The French and Indian War had given the colonists new confidence in themselves. Fighting side by side, they had learned to respect one another. They had discovered that their men were good fighters and had able leaders, such as George Washington, John Stark, and Israel Putnam. They had lost both men and money in the war, but they gloried the loss because they were Englishmen fighting for England. At this time, the colonists were not anxious to be rid of their mother country. Far from this, they were true patriots asking for the rights of Englishmen.
However, this would begin to change when England decided to keep a standing army in the colonies for their protection and to force the colonists to bear a part of its cost. To help raise the needed money, the Stamp Act was passed. This law compelled the people to buy stamps that had to be placed on business contracts, legal papers, and newspapers. Some stamps cost but a penny or two; others, from twenty to fifty dollars.
The colonists were incensed, not because of the tax, but because of how it was levied and its purpose. One of the rights an Englishman holds most precious is that of being represented in the lawmaking body that decides upon the taxes. The Americans indeed had their own Assemblies, but they were not represented in Parliament, the English taxing body. And it was Parliament that had levied the Stamp Tax and had made other unsatisfactory laws for the colonists. Moreover, the colonists did not believe a standing army was needed in America during peace.
People in Boston greeted the Stamp Act as they would have greeted some great sorrow. The church bells were tolled, the flags were put at half-staff, and a storm of protest broke forth.
In New York, copies were made of the law, but a grinning skull appeared in place of the king’s coat of arms, usually printed on all legal papers. The people then destroyed boxes of the hated stamps and stamped paper and threatened the men appointed to collect the stamp tax. James Otis suggested that Congress be called to take action. Nine of the colonies sent delegates to this Congress, held in New York, and signed a petition sent to the king and Parliament.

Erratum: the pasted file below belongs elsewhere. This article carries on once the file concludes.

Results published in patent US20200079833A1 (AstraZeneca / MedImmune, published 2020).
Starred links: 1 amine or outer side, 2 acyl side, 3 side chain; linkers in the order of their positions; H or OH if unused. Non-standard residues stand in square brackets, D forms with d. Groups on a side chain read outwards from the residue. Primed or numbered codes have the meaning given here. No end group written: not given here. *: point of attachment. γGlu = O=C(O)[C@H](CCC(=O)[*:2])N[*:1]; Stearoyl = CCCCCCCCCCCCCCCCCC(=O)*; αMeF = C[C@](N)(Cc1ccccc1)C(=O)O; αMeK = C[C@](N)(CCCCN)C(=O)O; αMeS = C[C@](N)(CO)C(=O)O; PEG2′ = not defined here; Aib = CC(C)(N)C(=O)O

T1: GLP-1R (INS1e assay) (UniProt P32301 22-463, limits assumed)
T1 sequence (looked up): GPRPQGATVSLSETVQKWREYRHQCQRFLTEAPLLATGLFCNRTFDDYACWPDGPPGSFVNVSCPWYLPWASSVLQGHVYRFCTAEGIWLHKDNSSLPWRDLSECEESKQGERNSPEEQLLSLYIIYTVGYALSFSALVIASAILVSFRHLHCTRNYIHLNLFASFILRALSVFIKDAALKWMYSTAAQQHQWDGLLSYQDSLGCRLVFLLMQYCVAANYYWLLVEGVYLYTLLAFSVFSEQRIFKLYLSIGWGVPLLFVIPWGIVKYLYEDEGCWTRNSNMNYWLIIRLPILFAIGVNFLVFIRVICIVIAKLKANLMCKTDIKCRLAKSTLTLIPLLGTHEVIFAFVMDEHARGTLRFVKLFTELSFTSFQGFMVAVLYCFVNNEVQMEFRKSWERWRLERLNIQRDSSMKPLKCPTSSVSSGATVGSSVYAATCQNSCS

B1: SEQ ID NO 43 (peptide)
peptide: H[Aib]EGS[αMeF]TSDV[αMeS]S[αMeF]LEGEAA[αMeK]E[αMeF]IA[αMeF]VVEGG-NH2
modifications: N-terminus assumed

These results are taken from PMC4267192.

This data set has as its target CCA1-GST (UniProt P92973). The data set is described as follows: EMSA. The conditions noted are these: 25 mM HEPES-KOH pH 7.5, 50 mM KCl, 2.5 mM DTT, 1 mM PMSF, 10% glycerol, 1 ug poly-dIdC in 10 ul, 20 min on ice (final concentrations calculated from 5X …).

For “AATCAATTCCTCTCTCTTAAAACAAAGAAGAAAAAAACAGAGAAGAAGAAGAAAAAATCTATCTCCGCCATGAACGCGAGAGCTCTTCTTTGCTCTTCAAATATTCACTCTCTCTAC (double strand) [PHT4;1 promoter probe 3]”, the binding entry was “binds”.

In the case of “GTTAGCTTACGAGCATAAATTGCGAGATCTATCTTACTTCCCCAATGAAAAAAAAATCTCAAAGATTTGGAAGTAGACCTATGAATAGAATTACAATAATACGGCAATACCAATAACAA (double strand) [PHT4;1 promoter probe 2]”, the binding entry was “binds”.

After much debate, the Parliament saw they had made a mistake and repealed the Stamp Act. However, King George saw it differently. Not willing to listen to his advisers, he believed in showing the colonists “their place.” With his influence, Parliament passed several laws taxing the colonists in other ways, including duties on various imports such as glass, lead, paper, and tea. The levying of these taxes and the presence of British troops sent to the colonies caused further anger among the colonists.
On January 17, 1770, British soldiers sawed down a “Liberty Pole,” which had been placed in what is now City Hall Park in New York City by the “Sons of Liberty,” a group of American Patriots. The pole, complete with banners, had been set up to celebrate the Stamp Act repealed in 1765. Two days later, the soldiers also began posting British handbills titled “God and a Soldier,” which attacked the Sons of Liberty as “the real enemies of society.” A man named Isaac Sears and several others tried to stop them. The group then captured some soldiers and marched his captives toward the mayor’s office. More colonists gathered, and when more soldiers arrived to disburse them, it resulted in a skirmish known as the Battle of Golden Hill. In the melee, several of the soldiers were severely bruised, and one had a severe wound. Some townsfolk were also wounded, and one had been fatally stabbed.
Two months later, On March 5, a similar clash occurred in Boston. That evening, when a party of boys taunted a British sentry in front of the custom-house door, a guard came out, and a crowd gathered. As the crowd grew larger, more people began to harass the soldiers, and in the end, shots were fired. Five civilians were killed and several wounded.
The resentment of the colonists grew. Throughout the country rang the bold words of Patrick Henry of Virginia: “Taxation without representation is tyranny!” The colonists refused to buy goods from English merchants until the taxes were repealed. This, in turn, called forth a protest from the merchants, who were rapidly losing money. But, the king’s party argued that if all the taxes placed upon the colonists were taken away, the colonists would feel they had won.
So another plan was adopted. Most of the taxes were removed, but a small tax on tea was retained. The tax was so small that it was cheaper for the colonists to buy their tea from England than to smuggle it from Holland and the English merchants were sure they would get back their trade.